A woman walks by a huge screen showing U.S. President Donald Trump, left, and North Korea's leader Kim Jong Un, in Tokyo, Friday, March 9, 2018. After a year of threats and diatribes, U.S. President Donald Trump and third-generation North Korean dictator Kim Jong Un have agreed to meet face-to-face for talks about the North’s nuclear program.(AP Photo/Koji Sasahara)

Here’s a look at the news for March 9.

Trump to meet Kim Jong Un

It’s happening.

President Donald Trump announced on Thursday that he has agreed to meet North Korean leader Kim Jong Un, according to CNN.

The meeting will occur in May and will be the first between a current U.S. president and a leader of North Korea.

“The stunning announcement is the culmination of a diplomatic whirlwind that began with the invitation of a North Korean delegation to the Winter Olympics in Pyeongchang. Trump's decision to meet Kim, after a year in which the two have repeatedly traded insults, is a remarkable breakthrough — albeit one with uncertain consequences,” according to CNN.

White House press secretary Sarah Sanders said all current sanctions will remain until the two sides meet.

Read more.

Utah lawmakers wrap up the 2018 legislative session

Utah residents will see their taxes go up (and down) thanks to a "complicated deal lawmakers reached with backers of the Our Schools Now initiative" in the final hours of 2018 legislature, according to the Deseret News.

The deal that stops the Our Schools Now initiative will include a question for the November ballot, which asks voters if they want to add 10 cents to Utah’s 29.4 cent gas tax, the Deseret News reported.

"It's really staving off a significant tax increase for a minimal tax increase and will put money into education, put money into roads. It's win, win, win all the way around," Gov. Gary Herbert said.

Lawmakers reached a compromise that will lower the state’s income tax rate from 5 to 4.95 percent. Corporations will receive a $28 million tax break, too.

Sen. Lincoln Fillmore, R-South Jordan, said this means it’s “a wash” for Utah residents.

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Governor to sign a controversial inland port bill

Salt Lake City doesn’t want it, but that’s not stopping Gov. Gary Herbert from signing a controversial bill “that would control the development of an inland port in Salt Lake City's northwest quadrant,” according to the Deseret News.

Herbert said he’s a fan of the bill.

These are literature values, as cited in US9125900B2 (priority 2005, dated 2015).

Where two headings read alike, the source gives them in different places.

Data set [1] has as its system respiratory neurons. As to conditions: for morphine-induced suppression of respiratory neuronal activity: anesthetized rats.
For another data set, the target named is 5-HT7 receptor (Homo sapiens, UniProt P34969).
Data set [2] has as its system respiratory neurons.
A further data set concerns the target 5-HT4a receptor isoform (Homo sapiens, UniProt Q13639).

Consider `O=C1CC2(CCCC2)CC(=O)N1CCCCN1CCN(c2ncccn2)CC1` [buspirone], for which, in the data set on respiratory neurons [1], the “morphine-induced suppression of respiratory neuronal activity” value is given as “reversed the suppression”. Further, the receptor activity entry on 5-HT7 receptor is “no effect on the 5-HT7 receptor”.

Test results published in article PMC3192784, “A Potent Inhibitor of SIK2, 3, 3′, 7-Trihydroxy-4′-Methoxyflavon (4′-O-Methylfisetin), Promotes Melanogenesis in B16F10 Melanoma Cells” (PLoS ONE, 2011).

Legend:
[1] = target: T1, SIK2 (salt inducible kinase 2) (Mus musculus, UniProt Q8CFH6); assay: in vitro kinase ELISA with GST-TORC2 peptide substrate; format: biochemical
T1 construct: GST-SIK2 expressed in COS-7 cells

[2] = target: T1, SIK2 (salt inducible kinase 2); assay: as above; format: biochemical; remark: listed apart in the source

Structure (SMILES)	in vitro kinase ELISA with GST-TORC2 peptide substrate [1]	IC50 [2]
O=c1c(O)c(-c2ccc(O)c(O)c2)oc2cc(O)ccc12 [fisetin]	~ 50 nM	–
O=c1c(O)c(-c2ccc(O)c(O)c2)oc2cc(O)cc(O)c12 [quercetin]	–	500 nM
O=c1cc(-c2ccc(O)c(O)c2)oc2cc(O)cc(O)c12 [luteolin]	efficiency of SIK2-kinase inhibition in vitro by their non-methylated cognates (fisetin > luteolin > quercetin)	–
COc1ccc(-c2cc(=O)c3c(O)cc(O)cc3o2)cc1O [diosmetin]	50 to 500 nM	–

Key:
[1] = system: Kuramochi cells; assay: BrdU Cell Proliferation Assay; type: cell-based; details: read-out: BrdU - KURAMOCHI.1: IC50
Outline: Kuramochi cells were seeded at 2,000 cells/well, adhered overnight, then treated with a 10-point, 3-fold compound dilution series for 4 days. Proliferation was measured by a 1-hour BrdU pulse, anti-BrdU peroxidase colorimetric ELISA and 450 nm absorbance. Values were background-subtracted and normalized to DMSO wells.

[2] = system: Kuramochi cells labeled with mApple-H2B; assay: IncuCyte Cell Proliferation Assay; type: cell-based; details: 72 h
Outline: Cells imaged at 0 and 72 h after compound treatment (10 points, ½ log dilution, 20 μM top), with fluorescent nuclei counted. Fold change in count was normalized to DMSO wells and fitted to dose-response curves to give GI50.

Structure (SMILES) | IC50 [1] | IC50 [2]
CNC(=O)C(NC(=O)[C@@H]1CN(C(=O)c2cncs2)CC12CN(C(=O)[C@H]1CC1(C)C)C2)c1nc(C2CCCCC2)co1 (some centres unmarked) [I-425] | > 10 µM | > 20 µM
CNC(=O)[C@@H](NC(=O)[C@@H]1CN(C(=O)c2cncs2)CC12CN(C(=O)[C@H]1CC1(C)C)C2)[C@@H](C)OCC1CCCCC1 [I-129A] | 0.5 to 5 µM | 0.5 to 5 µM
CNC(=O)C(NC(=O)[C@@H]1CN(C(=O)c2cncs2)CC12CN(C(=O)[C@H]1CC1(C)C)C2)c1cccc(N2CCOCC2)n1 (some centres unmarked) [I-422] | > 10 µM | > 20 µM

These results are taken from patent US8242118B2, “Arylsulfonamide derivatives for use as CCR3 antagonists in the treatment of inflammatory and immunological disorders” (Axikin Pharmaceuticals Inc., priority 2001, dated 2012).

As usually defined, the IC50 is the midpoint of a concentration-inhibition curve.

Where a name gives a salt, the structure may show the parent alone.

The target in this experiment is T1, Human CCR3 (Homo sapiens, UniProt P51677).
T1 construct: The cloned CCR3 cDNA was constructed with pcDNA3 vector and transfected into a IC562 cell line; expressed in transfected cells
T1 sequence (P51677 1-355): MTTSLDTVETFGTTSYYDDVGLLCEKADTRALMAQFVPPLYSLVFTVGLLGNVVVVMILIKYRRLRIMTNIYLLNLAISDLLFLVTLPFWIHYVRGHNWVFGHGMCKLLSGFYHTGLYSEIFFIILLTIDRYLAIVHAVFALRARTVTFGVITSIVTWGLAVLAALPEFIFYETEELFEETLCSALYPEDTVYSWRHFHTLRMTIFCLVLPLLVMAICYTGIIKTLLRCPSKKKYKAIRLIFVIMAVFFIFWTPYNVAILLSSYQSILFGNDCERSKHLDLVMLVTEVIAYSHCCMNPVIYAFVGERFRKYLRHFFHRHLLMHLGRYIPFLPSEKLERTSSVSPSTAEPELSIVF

"I am a big fan of the inland port," Herbert said in an interview. "Utah is ready for an inland port. We are the crossroads of the West."

Herbert said that he won’t veto the bill, even though Salt Lake City leaders worry that it “usurps administrative land use decisions in nearly 20,000 acres of Salt Lake City,” according to the Deseret News.

"I don't know that it rises to that level," the governor said.

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Qualtrics closes out its major event

The Qualtrics X4 Summit came to a close on Thursday night with a stellar lineup of speakers, according to the Deseret News.

Composer Lin-Manuel Miranda, legendary pro skater Tony Hawk and NBA legend Magic Johnson all spoke about how to be a successful leader and how to build a strong brand.

In addition, scientists showed how to use Qualtrics data and analytics to improve people’s lives.

Dr. Angela Duckworth said she doesn’t know where she’d be without the product.

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"I can’t imagine a more synergistic relationship, and when I imagine what I would have done if Qualtrics didn’t exist, I don’t think we would have tried to do this," Duckworth said. "You could never re-create all of this in the way you that you’d need to."

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USA TODAY: North Koreans tease nuclear weapons concessions. Should Trump believe them?

THE NEW YORK TIMES: U.S. allies sign sweeping trade deal in challenge to Trump

WASHINGTON POST: These penguins found a camera in Antarctica and captured a surprisingly good ‘selfie’

CNN: Why don't we all just spring forward and stay there, like Florida?

CNN: Documents detail confusion in police response to Parkland shooting